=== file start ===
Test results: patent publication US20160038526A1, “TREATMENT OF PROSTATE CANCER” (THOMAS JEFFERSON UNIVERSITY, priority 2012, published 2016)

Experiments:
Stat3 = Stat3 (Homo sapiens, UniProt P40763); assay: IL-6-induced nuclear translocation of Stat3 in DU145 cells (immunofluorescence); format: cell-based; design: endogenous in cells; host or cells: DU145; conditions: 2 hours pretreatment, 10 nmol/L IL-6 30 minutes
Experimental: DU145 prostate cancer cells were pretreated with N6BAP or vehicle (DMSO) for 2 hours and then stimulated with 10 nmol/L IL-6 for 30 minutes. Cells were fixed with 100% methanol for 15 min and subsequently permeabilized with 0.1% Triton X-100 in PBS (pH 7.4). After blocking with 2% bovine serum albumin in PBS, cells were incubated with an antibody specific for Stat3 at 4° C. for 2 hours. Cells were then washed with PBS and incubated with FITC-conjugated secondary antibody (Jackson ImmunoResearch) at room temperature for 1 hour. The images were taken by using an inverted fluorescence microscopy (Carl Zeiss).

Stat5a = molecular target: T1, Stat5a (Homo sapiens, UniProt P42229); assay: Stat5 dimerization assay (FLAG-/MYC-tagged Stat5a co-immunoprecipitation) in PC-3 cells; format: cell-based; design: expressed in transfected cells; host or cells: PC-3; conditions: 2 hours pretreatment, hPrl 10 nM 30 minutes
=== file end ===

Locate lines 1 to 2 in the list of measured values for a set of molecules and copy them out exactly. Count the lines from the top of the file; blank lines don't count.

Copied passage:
Test results: patent publication US20160038526A1, “TREATMENT OF PROSTATE CANCER” (THOMAS JEFFERSON UNIVERSITY, priority 2012, published 2016)

Experiments: